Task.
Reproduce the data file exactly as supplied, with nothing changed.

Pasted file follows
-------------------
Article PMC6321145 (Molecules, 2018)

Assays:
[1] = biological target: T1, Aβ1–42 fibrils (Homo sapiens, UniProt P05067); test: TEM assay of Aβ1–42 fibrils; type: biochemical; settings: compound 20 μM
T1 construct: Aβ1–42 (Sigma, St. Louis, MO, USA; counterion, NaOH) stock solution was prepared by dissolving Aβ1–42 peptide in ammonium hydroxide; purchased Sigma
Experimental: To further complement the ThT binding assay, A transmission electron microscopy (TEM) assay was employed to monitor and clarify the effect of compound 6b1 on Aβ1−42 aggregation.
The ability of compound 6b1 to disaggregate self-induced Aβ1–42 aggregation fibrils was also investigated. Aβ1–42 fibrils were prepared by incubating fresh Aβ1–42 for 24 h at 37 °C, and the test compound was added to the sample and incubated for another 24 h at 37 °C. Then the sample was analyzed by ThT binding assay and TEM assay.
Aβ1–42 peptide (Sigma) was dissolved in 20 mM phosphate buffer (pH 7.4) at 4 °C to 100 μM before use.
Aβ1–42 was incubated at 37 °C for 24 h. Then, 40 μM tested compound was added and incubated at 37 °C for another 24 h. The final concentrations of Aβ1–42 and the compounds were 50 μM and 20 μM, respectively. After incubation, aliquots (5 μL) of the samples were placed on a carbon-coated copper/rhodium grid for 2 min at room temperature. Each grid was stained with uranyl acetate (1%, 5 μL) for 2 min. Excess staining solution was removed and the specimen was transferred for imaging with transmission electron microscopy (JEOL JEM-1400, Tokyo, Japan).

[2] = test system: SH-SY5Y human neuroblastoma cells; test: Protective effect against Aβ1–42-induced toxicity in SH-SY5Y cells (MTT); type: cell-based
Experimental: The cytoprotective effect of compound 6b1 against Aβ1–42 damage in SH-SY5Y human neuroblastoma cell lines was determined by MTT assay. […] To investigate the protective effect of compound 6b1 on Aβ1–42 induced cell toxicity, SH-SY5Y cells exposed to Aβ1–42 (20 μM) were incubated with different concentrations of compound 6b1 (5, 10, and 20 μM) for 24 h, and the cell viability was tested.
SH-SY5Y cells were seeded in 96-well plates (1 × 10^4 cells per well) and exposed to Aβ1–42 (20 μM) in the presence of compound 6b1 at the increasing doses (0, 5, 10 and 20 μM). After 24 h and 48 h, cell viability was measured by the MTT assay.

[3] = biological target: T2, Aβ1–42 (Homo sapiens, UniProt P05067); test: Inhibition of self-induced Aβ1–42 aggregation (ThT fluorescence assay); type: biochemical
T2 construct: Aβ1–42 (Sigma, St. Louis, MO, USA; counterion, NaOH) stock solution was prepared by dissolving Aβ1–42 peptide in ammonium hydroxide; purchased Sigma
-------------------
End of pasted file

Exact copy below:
Article PMC6321145 (Molecules, 2018)

Assays:
[1] = biological target: T1, Aβ1–42 fibrils (Homo sapiens, UniProt P05067); test: TEM assay of Aβ1–42 fibrils; type: biochemical; settings: compound 20 μM
T1 construct: Aβ1–42 (Sigma, St. Louis, MO, USA; counterion, NaOH) stock solution was prepared by dissolving Aβ1–42 peptide in ammonium hydroxide; purchased Sigma
Experimental: To further complement the ThT binding assay, A transmission electron microscopy (TEM) assay was employed to monitor and clarify the effect of compound 6b1 on Aβ1−42 aggregation.
The ability of compound 6b1 to disaggregate self-induced Aβ1–42 aggregation fibrils was also investigated. Aβ1–42 fibrils were prepared by incubating fresh Aβ1–42 for 24 h at 37 °C, and the test compound was added to the sample and incubated for another 24 h at 37 °C. Then the sample was analyzed by ThT binding assay and TEM assay.
Aβ1–42 peptide (Sigma) was dissolved in 20 mM phosphate buffer (pH 7.4) at 4 °C to 100 μM before use.
Aβ1–42 was incubated at 37 °C for 24 h. Then, 40 μM tested compound was added and incubated at 37 °C for another 24 h. The final concentrations of Aβ1–42 and the compounds were 50 μM and 20 μM, respectively. After incubation, aliquots (5 μL) of the samples were placed on a carbon-coated copper/rhodium grid for 2 min at room temperature. Each grid was stained with uranyl acetate (1%, 5 μL) for 2 min. Excess staining solution was removed and the specimen was transferred for imaging with transmission electron microscopy (JEOL JEM-1400, Tokyo, Japan).

[2] = test system: SH-SY5Y human neuroblastoma cells; test: Protective effect against Aβ1–42-induced toxicity in SH-SY5Y cells (MTT); type: cell-based
Experimental: The cytoprotective effect of compound 6b1 against Aβ1–42 damage in SH-SY5Y human neuroblastoma cell lines was determined by MTT assay. […] To investigate the protective effect of compound 6b1 on Aβ1–42 induced cell toxicity, SH-SY5Y cells exposed to Aβ1–42 (20 μM) were incubated with different concentrations of compound 6b1 (5, 10, and 20 μM) for 24 h, and the cell viability was tested.
SH-SY5Y cells were seeded in 96-well plates (1 × 10^4 cells per well) and exposed to Aβ1–42 (20 μM) in the presence of compound 6b1 at the increasing doses (0, 5, 10 and 20 μM). After 24 h and 48 h, cell viability was measured by the MTT assay.

[3] = biological target: T2, Aβ1–42 (Homo sapiens, UniProt P05067); test: Inhibition of self-induced Aβ1–42 aggregation (ThT fluorescence assay); type: biochemical
T2 construct: Aβ1–42 (Sigma, St. Louis, MO, USA; counterion, NaOH) stock solution was prepared by dissolving Aβ1–42 peptide in ammonium hydroxide; purchased Sigma